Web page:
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An Award-Winning Christian Romance Novel Is Drawing Fire for ‘Romanticizing’ Indigenous Genocide

An Award-Winning Christian Romance Novel Is Drawing Fire for ‘Romanticizing’ Indigenous Genocide

Christian romance isn’t really known for controversy. How much controversy can there really be in gruff but sensitive frontiersman Wyatt P. Buckles falling for the chaste allure of the waifish, materially impoverished but spiritually flush schoolmarm Abigail Heavenston? They’re designed to be about as inoffensive as possible while still offering a little tantalizing romance. But one new, award-winning entry into the genre is generating a lot of heat, and not the romantic kind.

The book is called At Love’s Command by Karen Witemeyer, and it won this year’s Romance Writers of America’s Vivian Award for best romance with religious or spiritual elements. The award brought new scrutiny and attention to the book’s plot, and led to a number of romance novel fans expressing frustration and disappointment with its depiction of the events at Wounded Knee. Hoo boy.

According to Religion News Service‘s Emily McFarlane Miller, At Love’s Command follows the story of Matthew Hanger, a fictional ex-cavalry officer haunted by his actions at the very real Wounded Knee Massacre. The book’s prologue finds our “hero” attempting to disarm the Lakota Calvary — taking comfort in Scripture as he does so — when a “medicine man” starts “stirring up defiance,” leading to a Lakota soldier firing his weapon. Hanger gives the order for his calvary to retaliate. What follows is a massacre.

Students of history may note some discrepancies between this telling of Wounded Knee and what actually happened in 1890. We don’t know who fired first. Some tellings of the event do note that a Lakota man’s rifle went off first, but it may have done so accidentally as soldiers were attempting to take it from him. What is clear is that more than 250 Lakota men, women and children were dead by the time it was all over. For years, the massacre was popularly referred to as a battle and 20 U.S. soldiers were awarded the Medal of Honor for their actions. But in 1970, historian Dee Brown’s bestseller Bury My Heart at Wounded Knee exposed the horrors endured by the Lakota people at the battlefield, and the true nature of the day’s events began to overtake the myth. In 1990, Congress passed a resolution expressing “deep regret” for the massacre.

That’s all to say, it’s a very ill-advised setting for a Christian romance, no matter how tortured our hero is by his deeds. That’s how many readers and fans of the genre felt.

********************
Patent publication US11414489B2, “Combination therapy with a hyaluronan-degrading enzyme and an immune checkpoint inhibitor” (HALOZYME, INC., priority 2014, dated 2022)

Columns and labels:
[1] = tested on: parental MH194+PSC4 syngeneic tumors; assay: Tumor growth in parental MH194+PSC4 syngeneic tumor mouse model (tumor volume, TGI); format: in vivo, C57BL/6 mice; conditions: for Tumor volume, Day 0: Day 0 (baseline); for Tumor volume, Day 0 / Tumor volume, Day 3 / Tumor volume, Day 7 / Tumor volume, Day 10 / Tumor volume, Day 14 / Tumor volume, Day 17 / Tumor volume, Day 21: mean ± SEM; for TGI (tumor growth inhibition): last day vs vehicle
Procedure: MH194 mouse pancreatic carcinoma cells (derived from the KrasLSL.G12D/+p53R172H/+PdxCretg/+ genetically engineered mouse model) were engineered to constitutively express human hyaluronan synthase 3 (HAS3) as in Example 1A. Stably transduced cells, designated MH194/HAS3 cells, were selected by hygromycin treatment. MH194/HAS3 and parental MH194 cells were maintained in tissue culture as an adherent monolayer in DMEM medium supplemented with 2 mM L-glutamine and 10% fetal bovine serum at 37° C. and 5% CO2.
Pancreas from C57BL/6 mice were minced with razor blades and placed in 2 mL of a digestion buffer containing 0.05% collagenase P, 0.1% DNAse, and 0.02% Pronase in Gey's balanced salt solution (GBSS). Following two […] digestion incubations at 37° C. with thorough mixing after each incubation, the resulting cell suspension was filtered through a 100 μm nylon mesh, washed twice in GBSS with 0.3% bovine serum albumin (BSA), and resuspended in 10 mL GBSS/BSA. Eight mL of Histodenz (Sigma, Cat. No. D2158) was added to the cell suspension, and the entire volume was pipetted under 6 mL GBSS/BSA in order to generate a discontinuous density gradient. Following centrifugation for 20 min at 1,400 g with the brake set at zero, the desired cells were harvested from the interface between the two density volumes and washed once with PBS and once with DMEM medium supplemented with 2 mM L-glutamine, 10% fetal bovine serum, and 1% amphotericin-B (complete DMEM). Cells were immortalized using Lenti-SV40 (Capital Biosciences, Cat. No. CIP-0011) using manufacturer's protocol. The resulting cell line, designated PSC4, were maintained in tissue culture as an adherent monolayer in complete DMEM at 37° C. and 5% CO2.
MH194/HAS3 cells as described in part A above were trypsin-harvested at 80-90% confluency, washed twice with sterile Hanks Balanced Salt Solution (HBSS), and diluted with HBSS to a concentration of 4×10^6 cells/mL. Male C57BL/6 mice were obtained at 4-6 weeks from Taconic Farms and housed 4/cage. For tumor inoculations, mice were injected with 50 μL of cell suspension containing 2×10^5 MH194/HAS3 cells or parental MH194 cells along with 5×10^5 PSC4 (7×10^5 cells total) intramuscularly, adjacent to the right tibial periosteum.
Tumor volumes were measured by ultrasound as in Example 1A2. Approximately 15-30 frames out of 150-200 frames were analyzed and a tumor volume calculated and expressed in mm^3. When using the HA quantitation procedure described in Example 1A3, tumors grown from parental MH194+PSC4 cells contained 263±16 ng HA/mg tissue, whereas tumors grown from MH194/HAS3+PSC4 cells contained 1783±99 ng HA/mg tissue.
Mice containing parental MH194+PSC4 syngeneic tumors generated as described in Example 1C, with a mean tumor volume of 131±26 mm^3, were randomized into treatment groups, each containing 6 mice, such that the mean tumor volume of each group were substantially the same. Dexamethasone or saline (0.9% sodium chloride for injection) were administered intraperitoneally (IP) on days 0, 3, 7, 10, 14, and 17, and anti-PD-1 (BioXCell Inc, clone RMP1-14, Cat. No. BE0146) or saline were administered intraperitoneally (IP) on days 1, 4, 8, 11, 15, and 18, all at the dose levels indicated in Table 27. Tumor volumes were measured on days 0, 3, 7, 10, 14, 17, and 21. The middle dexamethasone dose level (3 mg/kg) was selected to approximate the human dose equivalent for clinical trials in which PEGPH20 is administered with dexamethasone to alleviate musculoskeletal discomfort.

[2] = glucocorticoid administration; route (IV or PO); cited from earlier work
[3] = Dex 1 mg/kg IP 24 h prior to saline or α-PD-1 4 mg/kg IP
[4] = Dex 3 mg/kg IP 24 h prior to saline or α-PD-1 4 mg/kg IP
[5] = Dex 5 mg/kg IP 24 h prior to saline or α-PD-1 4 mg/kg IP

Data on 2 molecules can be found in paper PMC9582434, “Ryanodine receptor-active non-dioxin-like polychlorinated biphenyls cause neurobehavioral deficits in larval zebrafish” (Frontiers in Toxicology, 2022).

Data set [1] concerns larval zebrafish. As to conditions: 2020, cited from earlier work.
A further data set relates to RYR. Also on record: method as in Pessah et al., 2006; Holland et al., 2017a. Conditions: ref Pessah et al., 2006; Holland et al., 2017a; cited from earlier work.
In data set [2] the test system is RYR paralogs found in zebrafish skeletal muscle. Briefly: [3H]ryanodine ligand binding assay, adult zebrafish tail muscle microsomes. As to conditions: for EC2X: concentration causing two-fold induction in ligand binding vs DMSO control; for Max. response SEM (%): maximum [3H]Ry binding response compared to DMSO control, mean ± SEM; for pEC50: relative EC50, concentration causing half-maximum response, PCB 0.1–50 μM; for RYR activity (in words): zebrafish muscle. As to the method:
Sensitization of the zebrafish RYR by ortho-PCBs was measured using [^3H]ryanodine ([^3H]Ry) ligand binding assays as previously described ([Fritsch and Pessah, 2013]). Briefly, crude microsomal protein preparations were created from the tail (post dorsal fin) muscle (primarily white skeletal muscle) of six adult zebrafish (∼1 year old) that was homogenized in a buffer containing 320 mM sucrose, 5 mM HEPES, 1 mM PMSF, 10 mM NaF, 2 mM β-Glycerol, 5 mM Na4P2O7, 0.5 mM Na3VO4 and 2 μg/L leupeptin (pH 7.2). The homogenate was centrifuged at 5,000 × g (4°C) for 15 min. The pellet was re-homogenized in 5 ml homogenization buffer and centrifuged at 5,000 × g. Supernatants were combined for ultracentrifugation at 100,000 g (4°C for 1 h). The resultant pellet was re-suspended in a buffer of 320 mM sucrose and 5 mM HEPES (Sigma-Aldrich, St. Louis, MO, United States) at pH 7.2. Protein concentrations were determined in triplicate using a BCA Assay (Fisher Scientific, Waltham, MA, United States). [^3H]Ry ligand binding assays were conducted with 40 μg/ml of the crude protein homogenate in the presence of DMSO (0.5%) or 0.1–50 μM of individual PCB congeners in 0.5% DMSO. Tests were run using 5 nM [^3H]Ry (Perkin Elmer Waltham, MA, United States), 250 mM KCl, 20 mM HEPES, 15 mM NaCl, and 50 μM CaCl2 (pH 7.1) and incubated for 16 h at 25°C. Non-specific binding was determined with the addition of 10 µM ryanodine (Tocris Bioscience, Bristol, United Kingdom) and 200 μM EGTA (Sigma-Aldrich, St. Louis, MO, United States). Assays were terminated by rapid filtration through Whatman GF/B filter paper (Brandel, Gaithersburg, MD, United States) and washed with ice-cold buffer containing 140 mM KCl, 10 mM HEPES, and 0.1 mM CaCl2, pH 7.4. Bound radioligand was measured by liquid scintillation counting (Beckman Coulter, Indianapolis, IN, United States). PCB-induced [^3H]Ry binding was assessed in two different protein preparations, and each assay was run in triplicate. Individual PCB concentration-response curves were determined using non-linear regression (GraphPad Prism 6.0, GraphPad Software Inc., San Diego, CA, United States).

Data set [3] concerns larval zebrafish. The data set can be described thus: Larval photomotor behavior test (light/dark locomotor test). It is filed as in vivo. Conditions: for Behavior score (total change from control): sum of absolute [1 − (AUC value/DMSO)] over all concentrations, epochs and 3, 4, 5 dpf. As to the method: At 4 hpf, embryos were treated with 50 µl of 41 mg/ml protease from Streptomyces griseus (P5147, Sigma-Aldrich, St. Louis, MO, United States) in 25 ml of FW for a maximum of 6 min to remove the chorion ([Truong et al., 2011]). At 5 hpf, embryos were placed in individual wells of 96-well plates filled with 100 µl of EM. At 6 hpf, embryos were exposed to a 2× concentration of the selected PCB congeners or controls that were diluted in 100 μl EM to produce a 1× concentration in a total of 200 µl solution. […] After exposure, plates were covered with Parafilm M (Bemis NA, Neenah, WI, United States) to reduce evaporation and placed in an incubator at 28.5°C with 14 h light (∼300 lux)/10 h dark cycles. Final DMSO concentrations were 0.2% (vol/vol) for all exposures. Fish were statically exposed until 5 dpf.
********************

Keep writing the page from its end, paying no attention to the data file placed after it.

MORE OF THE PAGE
“As a Taino, I’m not at all surprised that a book has romanticized genocide,” wrote novelist Mimi Milan. “However, I am VERY disappoined [sic] to see it won an award.”

Novelist Kristan Higgans agreed. “As a past member (chapter president, national board member, speaker, etc.), & despite the efforts of so many who tried so hard to make [Romance Writers of America] better over the years, I think it’s time to disband the @romancewriters organization. It cannot be taken seriously any longer.”

This is far from the first controversy the RWA has weathered in recent years. In fact, the the Vivian Awards are new this year, replacing the old annual RITA awards after the the former president and board of directors all resigned en masse following anger at the lack of diversity. While it was hoped that the overhaul would bring some much needed new energy to the RWA, many writers took At Love’s Command win as a sign that nothing had really changed. This was especially disappointing since Vivian Stephens, the author who founded the Romance Writers of America organization, is herself a Black woman.

As a romance novel fan named Kymberlyn Reed put it, “A ‘romance’ in which the ‘hero’ commits genocide against Native Americans is honored with an award named after the pioneering Black woman founder of RWA is why the organization continues to bleed membership.”

Many other fans noted that the book’s plot felt rung particularly offensive given the hundreds of unmarked Indigenous graves discovered near residential schools across Canada earlier this year. Those stories have brought renewed attention to the atrocities committed against Native Americans, often with the blessing of the Church.

RWA President LaQuette posted a statement acknowledging the controversy and defending the selection, saying At Love’s Command follows Hanger’s redemptive arc. “Romance with Religious or Spiritual Elements, as a subgenre of romance, requires a redemptive arc as a genre convention,” LaQuette wrote. “Essentially, the character can’t be redeemed by human means; only through their spiritual/religious awakening can they find redemption for their moral failings and or crimes against humanity.”

Of course, nobody’s arguing that a fictional character can’t experience fictional grace and forgiveness, no matter what they did. But the broader question is whether or not this story is doing the same work as the many, many similar tales that came before it: whitewashing atrocities and then centering the perpetrators rather than the victims.

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